Drama Mama

I teach kids to be dramatic.  Actually, they are already dramatic with a wealth of imagination and natural ebullience.  Even the shyest of my students loves the chance to become another person, even if only for a few moments. I merely coax, and laugh and share their enjoyment of theater and of each other.

My purpose is not to prepare kids for Broadway, though a few may head that way on their own.  Rather I concentrate on the gifts that creative expression brings.  Growing up as a drama kid myself my theater experiences enriched my life, nuancing every fiber of my being. I take my past and present enjoyment of the arts and pay it forward. There are so many great lessons in the dramatic process.

First of all drama teaches empathy.  If the goal is to walk in another’s persona, it makes the actor take a moment and really consider what the exact experience of that character is. Where did they come from?  What are their hopes and dreams, strengths and weaknesses? What is it that they are trying to say or be or know?  Once a child stops and considers lives from other perspectives a whole new approach to others is possible.  Kids instinctively apply this new skill in their own lives, becoming more socially open as a result.

Communication skills are a critical part of every child’s development.  As a teacher it is my responsibility to create an environment of encouragement, free from fear.  Constructive criticism is expected but it is offered with humor, understanding and affection.   Self expression is a very human need.  Game playing, skit building, sharing and performance all encourage communication.  Once comfortable, kids very much enjoy the connectedness, the sense of belonging and acceptance that comes from sharing their selves with one another.  As they become comfortable, their ease of expression grows.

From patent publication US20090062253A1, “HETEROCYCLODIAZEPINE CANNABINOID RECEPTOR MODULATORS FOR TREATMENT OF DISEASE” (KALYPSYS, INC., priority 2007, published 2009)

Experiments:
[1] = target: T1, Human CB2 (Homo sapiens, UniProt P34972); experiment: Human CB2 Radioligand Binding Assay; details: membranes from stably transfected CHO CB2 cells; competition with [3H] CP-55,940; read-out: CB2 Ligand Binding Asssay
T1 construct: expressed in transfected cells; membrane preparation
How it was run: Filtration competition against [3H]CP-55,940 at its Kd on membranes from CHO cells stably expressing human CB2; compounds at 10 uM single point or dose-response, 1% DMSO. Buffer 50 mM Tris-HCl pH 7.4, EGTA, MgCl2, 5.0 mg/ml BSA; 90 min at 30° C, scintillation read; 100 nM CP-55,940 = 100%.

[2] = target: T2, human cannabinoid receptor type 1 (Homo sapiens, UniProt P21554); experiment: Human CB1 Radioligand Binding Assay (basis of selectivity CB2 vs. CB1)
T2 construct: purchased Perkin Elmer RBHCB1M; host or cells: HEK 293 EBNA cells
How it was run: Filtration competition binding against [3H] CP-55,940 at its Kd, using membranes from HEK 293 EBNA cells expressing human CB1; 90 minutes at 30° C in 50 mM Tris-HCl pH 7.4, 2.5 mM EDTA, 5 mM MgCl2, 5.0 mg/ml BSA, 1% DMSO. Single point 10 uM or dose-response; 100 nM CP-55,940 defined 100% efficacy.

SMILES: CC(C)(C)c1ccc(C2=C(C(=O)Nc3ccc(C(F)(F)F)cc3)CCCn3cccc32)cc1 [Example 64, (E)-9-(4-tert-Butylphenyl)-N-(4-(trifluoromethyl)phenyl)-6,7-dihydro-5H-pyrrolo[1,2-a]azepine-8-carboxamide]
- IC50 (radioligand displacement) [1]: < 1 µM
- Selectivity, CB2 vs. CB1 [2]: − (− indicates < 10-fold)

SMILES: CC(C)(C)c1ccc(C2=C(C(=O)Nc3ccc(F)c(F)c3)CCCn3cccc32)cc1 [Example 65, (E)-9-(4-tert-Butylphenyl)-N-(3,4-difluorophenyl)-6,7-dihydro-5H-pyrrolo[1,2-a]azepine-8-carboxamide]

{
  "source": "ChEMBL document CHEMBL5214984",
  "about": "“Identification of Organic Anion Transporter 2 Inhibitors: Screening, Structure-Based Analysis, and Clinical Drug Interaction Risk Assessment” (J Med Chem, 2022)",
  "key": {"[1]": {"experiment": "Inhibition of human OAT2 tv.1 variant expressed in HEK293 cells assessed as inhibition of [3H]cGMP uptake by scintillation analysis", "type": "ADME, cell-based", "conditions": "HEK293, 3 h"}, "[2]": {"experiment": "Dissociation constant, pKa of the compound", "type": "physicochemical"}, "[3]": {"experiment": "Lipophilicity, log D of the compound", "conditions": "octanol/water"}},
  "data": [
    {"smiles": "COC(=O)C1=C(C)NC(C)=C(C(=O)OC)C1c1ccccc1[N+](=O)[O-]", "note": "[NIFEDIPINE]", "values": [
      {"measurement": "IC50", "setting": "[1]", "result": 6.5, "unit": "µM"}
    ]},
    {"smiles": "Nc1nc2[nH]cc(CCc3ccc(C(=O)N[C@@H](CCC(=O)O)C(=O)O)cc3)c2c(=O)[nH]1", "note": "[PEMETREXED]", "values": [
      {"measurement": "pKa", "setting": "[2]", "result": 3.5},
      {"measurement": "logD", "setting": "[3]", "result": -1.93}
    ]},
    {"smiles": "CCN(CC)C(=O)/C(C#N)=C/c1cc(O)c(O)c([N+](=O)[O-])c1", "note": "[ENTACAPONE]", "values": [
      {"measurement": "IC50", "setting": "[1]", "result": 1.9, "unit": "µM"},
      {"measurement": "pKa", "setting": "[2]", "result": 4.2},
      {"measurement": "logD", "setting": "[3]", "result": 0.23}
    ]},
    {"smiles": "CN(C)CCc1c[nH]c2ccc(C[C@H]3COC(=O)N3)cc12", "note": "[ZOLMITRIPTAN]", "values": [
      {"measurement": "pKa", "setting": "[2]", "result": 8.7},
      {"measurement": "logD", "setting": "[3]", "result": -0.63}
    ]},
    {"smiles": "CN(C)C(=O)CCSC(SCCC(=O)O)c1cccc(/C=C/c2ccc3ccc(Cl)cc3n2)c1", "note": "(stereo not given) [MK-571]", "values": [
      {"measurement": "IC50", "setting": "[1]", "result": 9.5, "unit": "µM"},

I love to see my students bloom into confidence. Once they understand how much their contribution is valued they are eager to display what they are capable of and to try new things.   I sincerely want to know how my students feel, and they know it.  I take joy in their accomplishments and appreciate the great moments that I get to be a part of.

My students actually grow to love book reports and oral presentations.  As adults they will know that they can get up and speak at a board meeting.  Public speaking is listed very near the top of American fears, but an enjoyable drama education program can prove that those fears groundless.  Everyone gets nervous.  It’s okay to be nervous.  Those nerves add extra energy and focus to presentation.  We work together to learn that the fear does not have to rule you and that performance can bring true joy.

I love out-of-the-box thinkers and creative risk takers.  Their successes are breathtaking, and when they don’t succeed it was worth the try. It is okay to fail sometimes. Before every performance I ask the kids if the show is going to be perfect.  They all laugh and yell “No!”.  They have learned that live performance rarely if ever goes the way you picture it.  People will forget lines, someone may trip or the sound cues won’t work.  We are not there to be perfect. We are there to have fun, to share the joy of performing as a team.  Failing is part of life.  To learn that life will not end if plans go awry gives children coping mechanisms.  They learn to appreciate the good and less than perfect moments, and how to respond in positive and supportive ways.  They know the show will not be perfect, but when I ask “Are we going to have a blast?” they enthusiastically shout a resounding “YES!”

Mine is not an international program but a small studio in a small town.  Workshop class size is limited, the experience very personal.  I am not getting rich but I am certainly rewarded and fulfilled.  I truly love what I do.  I try my best to foster communication skills, self-confidence and joy in performance.  In return my students bring their energies, imaginations and enthusiasm. Together we cooperate, understand and create.  Drama is improving our world.



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